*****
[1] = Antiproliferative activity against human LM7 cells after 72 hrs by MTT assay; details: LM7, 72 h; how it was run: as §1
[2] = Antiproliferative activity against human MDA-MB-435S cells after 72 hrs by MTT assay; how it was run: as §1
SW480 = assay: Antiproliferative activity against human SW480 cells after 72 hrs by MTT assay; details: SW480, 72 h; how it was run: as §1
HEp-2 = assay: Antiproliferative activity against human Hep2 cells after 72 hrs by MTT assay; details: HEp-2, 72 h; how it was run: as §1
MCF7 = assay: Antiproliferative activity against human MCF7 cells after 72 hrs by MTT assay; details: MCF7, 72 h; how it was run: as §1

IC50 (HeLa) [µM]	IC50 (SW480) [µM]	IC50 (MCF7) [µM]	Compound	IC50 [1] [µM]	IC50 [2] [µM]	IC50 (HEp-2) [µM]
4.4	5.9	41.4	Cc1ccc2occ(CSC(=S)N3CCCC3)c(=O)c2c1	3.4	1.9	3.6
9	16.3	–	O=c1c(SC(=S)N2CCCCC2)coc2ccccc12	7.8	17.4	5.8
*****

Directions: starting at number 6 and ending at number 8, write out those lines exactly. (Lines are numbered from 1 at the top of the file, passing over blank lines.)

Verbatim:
IC50 (HeLa) [µM]	IC50 (SW480) [µM]	IC50 (MCF7) [µM]	Compound	IC50 [1] [µM]	IC50 [2] [µM]	IC50 (HEp-2) [µM]
4.4	5.9	41.4	Cc1ccc2occ(CSC(=S)N3CCCC3)c(=O)c2c1	3.4	1.9	3.6
9	16.3	–	O=c1c(SC(=S)N2CCCCC2)coc2ccccc12	7.8	17.4	5.8